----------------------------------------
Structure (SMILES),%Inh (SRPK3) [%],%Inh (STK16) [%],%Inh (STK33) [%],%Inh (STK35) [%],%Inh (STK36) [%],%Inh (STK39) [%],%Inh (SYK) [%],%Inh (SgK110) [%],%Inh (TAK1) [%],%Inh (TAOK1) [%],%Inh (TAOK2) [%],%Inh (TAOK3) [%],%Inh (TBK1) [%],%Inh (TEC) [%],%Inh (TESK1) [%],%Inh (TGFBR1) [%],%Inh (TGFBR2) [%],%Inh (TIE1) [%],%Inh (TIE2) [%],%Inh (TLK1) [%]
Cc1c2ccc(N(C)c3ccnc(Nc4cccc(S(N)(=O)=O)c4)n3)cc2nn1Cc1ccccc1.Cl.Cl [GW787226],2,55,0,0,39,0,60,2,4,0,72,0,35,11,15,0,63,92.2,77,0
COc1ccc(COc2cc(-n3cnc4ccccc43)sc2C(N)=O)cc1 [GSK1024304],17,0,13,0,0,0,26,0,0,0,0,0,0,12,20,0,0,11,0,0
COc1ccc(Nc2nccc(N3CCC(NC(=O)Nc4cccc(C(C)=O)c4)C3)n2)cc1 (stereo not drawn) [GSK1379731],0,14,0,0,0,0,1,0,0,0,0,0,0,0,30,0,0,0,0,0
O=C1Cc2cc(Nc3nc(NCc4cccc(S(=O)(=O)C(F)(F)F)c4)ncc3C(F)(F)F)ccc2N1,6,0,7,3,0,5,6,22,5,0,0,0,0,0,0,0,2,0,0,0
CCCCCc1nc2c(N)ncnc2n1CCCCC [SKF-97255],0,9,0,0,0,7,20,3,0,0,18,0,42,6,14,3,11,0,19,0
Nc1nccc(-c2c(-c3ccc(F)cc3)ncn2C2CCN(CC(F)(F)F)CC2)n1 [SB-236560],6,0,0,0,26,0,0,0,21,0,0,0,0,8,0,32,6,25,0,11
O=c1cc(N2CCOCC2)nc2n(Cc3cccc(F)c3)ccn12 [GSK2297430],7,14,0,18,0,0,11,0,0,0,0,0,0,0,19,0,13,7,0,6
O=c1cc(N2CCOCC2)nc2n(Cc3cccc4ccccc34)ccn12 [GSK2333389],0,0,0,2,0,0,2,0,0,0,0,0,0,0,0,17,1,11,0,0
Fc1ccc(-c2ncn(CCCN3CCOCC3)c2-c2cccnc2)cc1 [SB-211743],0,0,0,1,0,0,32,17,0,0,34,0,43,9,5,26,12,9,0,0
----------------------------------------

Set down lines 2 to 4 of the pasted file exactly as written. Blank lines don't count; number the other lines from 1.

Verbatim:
Cc1c2ccc(N(C)c3ccnc(Nc4cccc(S(N)(=O)=O)c4)n3)cc2nn1Cc1ccccc1.Cl.Cl [GW787226],2,55,0,0,39,0,60,2,4,0,72,0,35,11,15,0,63,92.2,77,0
COc1ccc(COc2cc(-n3cnc4ccccc43)sc2C(N)=O)cc1 [GSK1024304],17,0,13,0,0,0,26,0,0,0,0,0,0,12,20,0,0,11,0,0
COc1ccc(Nc2nccc(N3CCC(NC(=O)Nc4cccc(C(C)=O)c4)C3)n2)cc1 (stereo not drawn) [GSK1379731],0,14,0,0,0,0,1,0,0,0,0,0,0,0,30,0,0,0,0,0